MADness in the Game of Survival

Last Sunday started with another MAD event, although weekend MAD events have become more of an amazing ritual nowadays.

It was, at its core, a session on leadership qualities. Although the sessions on giving proper feedback and “letting it go” were quite good, the star of the entire session, atleast for me, turned out to be a game — Game of Survival.


This game brought to the fore, so many of learnings for me. The rules were simple.

Four regions of a nation. One World Bank to help them out. Develop your regions to better the nation.

Only one glitch. Every team has to choose one of two options, A and B. Only if all the teams choose B, every region gets the profit. All the regions are at loss if everyone choose A.

What if some of them choose B? Well, they will be at loss, and their loss will be a gain for the other, making it a net worth for all equal to zero.

Any guesses on which team would have won after 10 rounds? All the teams were in debt. It was basically the World Bank who won. Damn man!!

To add spice to the game, after every few rounds, leaders of all the regions met to discuss their strategy that can lead to the gain for all of them. But damn, still the result was this.


I had a few takeaways for me from this game. Number one? Trust once broken, is hard to obtain.

And yet, someone has to take the initial extreme risk to build the trust in the initial stages of the game. So closely related to real life situations.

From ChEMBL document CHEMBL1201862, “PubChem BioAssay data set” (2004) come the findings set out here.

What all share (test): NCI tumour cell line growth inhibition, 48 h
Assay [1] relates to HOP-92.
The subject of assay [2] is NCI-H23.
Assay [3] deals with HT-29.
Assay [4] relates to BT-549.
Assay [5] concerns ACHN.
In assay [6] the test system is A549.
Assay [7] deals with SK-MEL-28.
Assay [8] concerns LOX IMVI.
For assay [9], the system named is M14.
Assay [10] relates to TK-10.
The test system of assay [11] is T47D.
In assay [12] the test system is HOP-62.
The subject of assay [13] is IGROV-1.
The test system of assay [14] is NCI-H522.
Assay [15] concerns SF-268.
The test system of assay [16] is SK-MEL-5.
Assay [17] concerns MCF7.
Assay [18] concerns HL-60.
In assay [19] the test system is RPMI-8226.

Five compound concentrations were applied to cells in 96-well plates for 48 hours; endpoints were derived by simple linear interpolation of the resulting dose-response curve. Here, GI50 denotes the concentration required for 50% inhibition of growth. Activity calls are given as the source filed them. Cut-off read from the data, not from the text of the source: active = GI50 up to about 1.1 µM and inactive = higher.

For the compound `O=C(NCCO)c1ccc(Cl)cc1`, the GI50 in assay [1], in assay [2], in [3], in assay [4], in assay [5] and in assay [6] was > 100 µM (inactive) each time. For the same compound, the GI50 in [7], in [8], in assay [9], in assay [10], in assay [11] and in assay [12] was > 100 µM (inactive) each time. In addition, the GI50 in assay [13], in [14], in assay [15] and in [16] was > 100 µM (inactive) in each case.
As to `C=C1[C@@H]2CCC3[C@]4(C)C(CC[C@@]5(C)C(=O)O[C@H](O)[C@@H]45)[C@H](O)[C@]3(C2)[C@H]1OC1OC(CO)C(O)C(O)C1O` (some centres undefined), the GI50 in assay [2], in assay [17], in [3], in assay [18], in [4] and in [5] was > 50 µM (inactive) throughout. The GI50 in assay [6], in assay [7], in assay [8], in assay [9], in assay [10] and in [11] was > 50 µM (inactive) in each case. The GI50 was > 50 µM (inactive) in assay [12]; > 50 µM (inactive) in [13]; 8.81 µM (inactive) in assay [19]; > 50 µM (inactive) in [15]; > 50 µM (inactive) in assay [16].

None of the teams did that. A big shout out to my team mates, who were really amazing in asking me to take those risks.

Second one? Highly coupled with the first one! Even though the end goal was to develop the nation, every region had the greed to have the maximum amount of money. Result? Debt for all. By the time the last round was going to happen, the World Bank had added another spice. Whatever you win or lose, it will be multiplied by 20 times.

I knew no one would take the risk to be the lone one to lose at this point of time, while everyone else gets their hand on such a huge amount. Yet, my teamates wanted me to go with the second option. I didn’t. Later on, I realized how foolish it was of me.

I, along with every other leader, had lost the sight of the goal. Our goal had turned to let no one win, when we are not winning. Alas, it was to develop the nation.

My teammates wanted me to take the losing risk, because they were in their right minds. Someone else would have won, but it wouldn’t have definitely been the World Bank.

Kudos to my team members!!


All in all, it was a really nice event. I am eagerly looking forward to the rest of the sessions. Hopefully, I would see many more MADsters in the next one.

See you all then! ☺